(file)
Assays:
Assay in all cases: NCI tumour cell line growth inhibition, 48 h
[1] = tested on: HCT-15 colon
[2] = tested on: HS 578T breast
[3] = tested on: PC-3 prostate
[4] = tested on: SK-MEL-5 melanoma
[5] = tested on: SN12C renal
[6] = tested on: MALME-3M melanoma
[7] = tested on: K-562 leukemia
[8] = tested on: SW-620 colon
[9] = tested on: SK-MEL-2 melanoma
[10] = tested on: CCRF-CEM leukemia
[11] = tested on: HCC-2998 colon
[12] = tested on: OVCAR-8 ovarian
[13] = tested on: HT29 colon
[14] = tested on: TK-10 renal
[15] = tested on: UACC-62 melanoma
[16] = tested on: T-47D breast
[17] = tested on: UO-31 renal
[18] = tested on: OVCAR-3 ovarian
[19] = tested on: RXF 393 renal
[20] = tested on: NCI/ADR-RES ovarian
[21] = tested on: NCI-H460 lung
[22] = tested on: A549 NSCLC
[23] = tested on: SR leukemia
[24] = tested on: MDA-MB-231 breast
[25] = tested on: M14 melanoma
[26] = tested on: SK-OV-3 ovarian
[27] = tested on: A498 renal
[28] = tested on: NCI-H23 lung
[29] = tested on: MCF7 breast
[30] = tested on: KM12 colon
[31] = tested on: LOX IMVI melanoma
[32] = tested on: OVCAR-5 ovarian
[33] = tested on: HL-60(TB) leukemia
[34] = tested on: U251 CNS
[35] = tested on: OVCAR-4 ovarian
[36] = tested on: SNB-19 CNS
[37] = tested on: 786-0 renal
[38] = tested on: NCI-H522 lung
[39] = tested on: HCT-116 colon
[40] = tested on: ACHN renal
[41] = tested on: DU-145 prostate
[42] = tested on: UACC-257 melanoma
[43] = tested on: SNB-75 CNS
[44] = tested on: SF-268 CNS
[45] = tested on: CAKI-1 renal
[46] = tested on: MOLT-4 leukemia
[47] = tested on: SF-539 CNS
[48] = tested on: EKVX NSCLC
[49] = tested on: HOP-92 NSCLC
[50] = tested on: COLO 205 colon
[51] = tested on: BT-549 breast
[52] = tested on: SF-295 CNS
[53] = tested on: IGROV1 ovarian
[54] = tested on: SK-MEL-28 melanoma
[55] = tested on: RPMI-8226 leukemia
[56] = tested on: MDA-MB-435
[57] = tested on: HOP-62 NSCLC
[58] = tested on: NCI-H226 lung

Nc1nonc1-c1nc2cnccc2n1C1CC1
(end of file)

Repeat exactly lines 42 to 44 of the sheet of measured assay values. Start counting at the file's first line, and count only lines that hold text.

[40] = tested on: ACHN renal
[41] = tested on: DU-145 prostate
[42] = tested on: UACC-257 melanoma